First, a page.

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I designed an NFC reader board that reads and writeS to tags. Some of the parts with NFC tags have metal frames inside them (think of cup holders with NFC tags, but the object in the cup holder can be metal.) In order to keep the induced eddy current that creates interfering magnetic field which block the incident (from Reader) EM Field; i taped a ferrite sheet on the cup holder and stuck my tag right on it (see below.) It turns out the reader can't read the tag unless there is some gap between the ferrite sheet and the tag (space.)

  • I'd like to understand why this space between the ferrite sheet and the TAG is required.

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  • \$\begingroup\$ The whole point of ferrite is to absorb EM fields, and convert them to (usually) heat. What do you think it's doing? It certainly doesn't block them. \$\endgroup\$ – Connor Wolf Oct 19 '15 at 23:01
  • \$\begingroup\$ That still doesn't explain why it works better when there is space between the tag antenna coil and the ferrite sheet. I may have stated that wrong. It keeps the magnetic field from inducing Eddy current on the metal that in turns generates a magnetic field which cancel out the reader's. \$\endgroup\$ – igorvanhelsing Oct 19 '15 at 23:09
  • \$\begingroup\$ When the tag is directly against the ferrite, the ferrite is absorbing most of the field, which is why it doesn't work in that configuration. Are you saying it works better when spaced away from the ferrite then without the ferrite present at all? \$\endgroup\$ – Connor Wolf Oct 19 '15 at 23:13
  • \$\begingroup\$ Yes, it works better when there is space between the ferrite and the tag \$\endgroup\$ – igorvanhelsing Oct 19 '15 at 23:17
  • \$\begingroup\$ In fact it only works when i add that space between tag and ferrite sheet \$\endgroup\$ – igorvanhelsing Oct 19 '15 at 23:54
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I have to disagree with the route some of the comments are taking. I have used and continue to use ferrite sheet to enhance magnetic coupling between coils. I also use ferrite sheet to reduce or reshape the magnetic field so that eddy currents are not induced in structural metal parts.

Having said that, it depends on operating frequency and type of ferrite sheet that is used but, at the fairly common frequency of 13.56 MHz (used for a lot of RFID applications). I use Ferroxcube 5T1 materials - they have a magnetic permeability of 10 up to 100 MHz and they work just fine.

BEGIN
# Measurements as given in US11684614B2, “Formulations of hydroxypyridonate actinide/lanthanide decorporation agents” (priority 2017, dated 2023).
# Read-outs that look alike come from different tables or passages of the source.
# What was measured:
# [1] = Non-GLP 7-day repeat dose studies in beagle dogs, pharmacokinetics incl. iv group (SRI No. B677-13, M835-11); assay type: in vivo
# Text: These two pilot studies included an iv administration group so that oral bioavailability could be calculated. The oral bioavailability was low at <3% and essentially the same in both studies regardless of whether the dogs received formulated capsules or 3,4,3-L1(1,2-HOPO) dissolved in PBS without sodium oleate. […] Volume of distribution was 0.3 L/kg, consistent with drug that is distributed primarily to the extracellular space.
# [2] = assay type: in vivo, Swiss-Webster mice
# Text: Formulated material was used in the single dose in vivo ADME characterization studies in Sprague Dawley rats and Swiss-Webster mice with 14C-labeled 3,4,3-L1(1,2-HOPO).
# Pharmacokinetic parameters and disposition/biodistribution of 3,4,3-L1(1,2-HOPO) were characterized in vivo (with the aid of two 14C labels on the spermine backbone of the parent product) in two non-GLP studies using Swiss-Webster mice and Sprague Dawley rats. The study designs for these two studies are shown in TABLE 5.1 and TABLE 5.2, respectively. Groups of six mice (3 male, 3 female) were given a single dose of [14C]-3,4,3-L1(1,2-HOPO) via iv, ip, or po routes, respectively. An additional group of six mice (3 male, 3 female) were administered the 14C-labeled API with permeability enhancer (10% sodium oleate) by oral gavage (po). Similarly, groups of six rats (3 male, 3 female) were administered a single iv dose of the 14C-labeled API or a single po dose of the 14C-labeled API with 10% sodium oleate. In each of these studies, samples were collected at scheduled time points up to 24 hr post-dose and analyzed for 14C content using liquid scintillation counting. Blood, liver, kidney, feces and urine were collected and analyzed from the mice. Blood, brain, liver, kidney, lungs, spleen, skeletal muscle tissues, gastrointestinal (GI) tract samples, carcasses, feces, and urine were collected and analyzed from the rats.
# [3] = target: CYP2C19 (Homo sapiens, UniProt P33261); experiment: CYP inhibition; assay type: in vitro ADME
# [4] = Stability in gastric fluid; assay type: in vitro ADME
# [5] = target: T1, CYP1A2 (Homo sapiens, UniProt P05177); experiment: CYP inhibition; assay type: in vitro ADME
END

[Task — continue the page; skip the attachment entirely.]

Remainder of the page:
However, as with any tuned circuit system, if you place the ferromagnetic material close to a coil you'll shift the resonant frequency and suddenly find that it needs a re-tune. That is what I believe is the problem the OP has found.

Wurth also make this type of ferrite sheet but it looks even better at 13.56 MHz - material 364 has a permeabilty of 120 and seemingly very low losses too. Looks nice for RFID applications and, if you read the data sheet they tell you how much it can restore the tuned frequency when metals are close by. The clear inference of this is that it can also de-tune!

Here's what Wurth say about it: -

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Note the table across the middle of the sheet and how inductance rises from 8.4 uH to 14.2 uH with more ferrite sheet thickness. A shift of 69% in inductance is a shift in resonant frequency of 30% and might take 13.56 MHz down to 10.4 MHz.

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  • \$\begingroup\$ Thanks @Andy aka for sharing the app note as well. I'm starting to understand a bit better how ferrite sheet are supposed to operate. The key words are redirection/concentration and Absortion. Depending on the material ideal permeability and it's losses over frequency, the ferrite sheet may redirect or absorb at the frequency of interest (in my case 13.6MHz). My ferrite sheet is 0.3m thickness which may also very likely be shifting my center frequency to the left of 13.56Mhz by increasing the overall inductance. \$\endgroup\$ – igorvanhelsing Oct 20 '15 at 17:17
  • \$\begingroup\$ There will be some absorbtion losses in the 354 material but far less in the 364 material that I would favour at 13.6 MHz. Absorbtion in 354 is still relatively small at 13.6 MHz - the graph on page 2 shows you the red line (normal permeability) and the much lower loss line in black. I'd put my money on the shifting frequency because the red line in the graph is the dominant line numerically. \$\endgroup\$ – Andy aka Oct 20 '15 at 17:18

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